About the Fellow Group
Over the last half century, there has been a global convergence upon ideals of constitutional supremacy, and a corresponding proliferation of courts and tribunals assigned with extensive constitutional and judicial review powers. Consequently, the constitutional arena has become a central forum for dealing with core moral dilemmas, key policy-making challenges and contentious political questions. This global trend is arguably one of the most significant developments in 21st century government. Meanwhile, in younger polities, challenges related to the drafting of constitutions and establishing the authority and legitimacy of an independent judiciary occupy the political arena. In an increasing number of settings worldwide, the constitutional order itself faces considerable challenges by religion, ethnic rifts, economic crises, security threats and resurgent populism.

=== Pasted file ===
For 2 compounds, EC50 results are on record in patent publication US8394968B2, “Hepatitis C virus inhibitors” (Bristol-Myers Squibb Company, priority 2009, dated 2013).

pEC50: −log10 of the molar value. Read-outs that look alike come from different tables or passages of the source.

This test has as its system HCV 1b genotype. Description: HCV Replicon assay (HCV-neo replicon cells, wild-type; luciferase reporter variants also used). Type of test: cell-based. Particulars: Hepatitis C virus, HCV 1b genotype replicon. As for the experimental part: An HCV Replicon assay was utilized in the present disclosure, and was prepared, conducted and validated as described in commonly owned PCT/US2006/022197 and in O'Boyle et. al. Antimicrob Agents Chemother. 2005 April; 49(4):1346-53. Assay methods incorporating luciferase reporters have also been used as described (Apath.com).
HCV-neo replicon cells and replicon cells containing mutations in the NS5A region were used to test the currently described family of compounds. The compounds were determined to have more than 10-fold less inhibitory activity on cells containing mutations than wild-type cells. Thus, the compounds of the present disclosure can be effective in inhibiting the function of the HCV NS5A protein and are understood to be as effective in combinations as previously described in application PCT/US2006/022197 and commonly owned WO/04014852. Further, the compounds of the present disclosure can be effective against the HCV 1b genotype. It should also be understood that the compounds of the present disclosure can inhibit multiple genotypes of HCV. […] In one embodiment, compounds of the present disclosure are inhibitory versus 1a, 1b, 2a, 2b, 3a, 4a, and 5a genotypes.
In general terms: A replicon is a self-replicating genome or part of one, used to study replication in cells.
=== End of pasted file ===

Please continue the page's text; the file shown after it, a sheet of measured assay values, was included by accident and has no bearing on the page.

The Max Planck Fellow Group in Comparative Constitutionalism—headed by Prof. Dr. Ran Hirschl—was established in 2018 to explore the interrelations between the constitutional arena (texts, institutions, jurisprudence) and the political sphere within which it operates, in particular as it pertains to the governance of collective identity, religion, urbanization, and economic inequality across time and place. In so doing, we aim to advance an interdisciplinary approach, methodological and substantive, to the study of comparative constitutionalism, and to foster dialogue between legal scholars and social scientists studying a similar set of phenomena from different disciplinary angles.